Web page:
By Joe Gerrard • 23 February 2019 • 15:30
Image of ex-Pope Benedict XVI.
Credit: Wikipedia - By Fabio Pozzebom/ABr - Agência Brasil , CC BY 3.0 br, https://commons.wikimedia.org/w/index.php?curid=2087685
AROUND 12,000 people could die every year from excessive heat by 2050, up from about 1,400 currently, unless action is taken on climate change according to a health expert.
Julio Diaz, of the Carlos III Health Institute, said the death toll could rack up around €50 billion in social and economic costs.
He was speaking at a meeting organised by the Health and Ecology Ministries on the impact of pollution where he urged officials to act on climate change.
“We must act to help protect those at risk, such as pregnant women, with preventative plans,” Diaz said.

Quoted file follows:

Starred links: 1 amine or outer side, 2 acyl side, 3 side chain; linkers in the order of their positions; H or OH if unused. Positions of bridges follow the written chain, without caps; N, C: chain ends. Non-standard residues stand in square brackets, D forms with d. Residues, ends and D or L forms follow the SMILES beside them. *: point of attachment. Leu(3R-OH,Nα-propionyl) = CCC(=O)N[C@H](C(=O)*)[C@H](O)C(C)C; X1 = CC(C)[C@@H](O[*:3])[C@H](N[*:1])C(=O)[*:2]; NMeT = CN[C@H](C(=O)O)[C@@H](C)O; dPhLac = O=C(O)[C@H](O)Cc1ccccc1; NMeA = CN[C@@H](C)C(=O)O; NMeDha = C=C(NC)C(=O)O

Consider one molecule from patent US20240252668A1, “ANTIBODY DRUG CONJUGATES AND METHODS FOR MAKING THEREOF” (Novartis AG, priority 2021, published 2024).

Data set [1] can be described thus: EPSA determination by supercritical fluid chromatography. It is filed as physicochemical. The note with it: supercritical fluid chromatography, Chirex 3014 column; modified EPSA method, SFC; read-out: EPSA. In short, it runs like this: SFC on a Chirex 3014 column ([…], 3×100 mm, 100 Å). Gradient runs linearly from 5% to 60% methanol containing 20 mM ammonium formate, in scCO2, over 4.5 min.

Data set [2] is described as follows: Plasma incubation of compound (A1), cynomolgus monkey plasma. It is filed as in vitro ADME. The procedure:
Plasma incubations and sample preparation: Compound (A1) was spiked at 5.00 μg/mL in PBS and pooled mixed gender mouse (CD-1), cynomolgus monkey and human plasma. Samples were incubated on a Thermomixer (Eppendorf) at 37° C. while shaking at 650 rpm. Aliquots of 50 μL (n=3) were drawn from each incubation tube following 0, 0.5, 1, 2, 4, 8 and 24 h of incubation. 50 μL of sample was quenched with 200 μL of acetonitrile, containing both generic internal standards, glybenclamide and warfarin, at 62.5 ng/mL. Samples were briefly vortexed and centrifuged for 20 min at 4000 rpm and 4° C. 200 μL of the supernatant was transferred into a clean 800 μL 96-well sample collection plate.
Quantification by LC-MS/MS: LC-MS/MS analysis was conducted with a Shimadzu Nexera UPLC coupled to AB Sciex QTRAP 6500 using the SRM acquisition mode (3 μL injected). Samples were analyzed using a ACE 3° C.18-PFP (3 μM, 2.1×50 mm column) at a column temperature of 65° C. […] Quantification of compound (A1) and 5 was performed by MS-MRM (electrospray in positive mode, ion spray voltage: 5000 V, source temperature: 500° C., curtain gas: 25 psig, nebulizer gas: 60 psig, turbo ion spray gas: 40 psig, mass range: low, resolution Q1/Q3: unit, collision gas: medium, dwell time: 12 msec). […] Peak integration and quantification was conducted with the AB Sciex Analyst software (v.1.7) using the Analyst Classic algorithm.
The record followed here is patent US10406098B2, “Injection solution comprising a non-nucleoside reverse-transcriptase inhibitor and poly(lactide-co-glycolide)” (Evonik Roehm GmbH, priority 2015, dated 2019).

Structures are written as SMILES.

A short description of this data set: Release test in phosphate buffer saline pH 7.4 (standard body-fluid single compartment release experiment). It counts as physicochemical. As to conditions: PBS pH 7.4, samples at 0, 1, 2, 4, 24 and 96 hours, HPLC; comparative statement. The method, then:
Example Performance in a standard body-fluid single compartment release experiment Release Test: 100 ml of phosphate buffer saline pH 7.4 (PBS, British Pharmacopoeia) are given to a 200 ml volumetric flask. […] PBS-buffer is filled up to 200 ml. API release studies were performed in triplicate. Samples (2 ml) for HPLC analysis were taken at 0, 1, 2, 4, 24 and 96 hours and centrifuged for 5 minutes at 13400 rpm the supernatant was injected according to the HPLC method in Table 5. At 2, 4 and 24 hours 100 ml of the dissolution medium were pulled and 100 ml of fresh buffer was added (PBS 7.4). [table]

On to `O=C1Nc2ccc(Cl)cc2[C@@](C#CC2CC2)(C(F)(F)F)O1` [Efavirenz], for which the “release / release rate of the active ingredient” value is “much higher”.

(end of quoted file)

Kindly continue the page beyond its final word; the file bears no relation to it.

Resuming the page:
Maria Luisa Carcedo, Spain’s Health Minister, said the issue of pollution was a “priority” for health officials.
“If we do not address this issue and do not consider pollution detrimental to health, the situation will get worse,” Carcedo said.
Air pollution also leads to increases in deaths from heart and lung diseases, more babies being born underweight and premature, Carcedo added.
It comes as the most recent data from the European Environment Agency showed there were around 38,600 premature deaths caused by air pollution in Spain in 2015.
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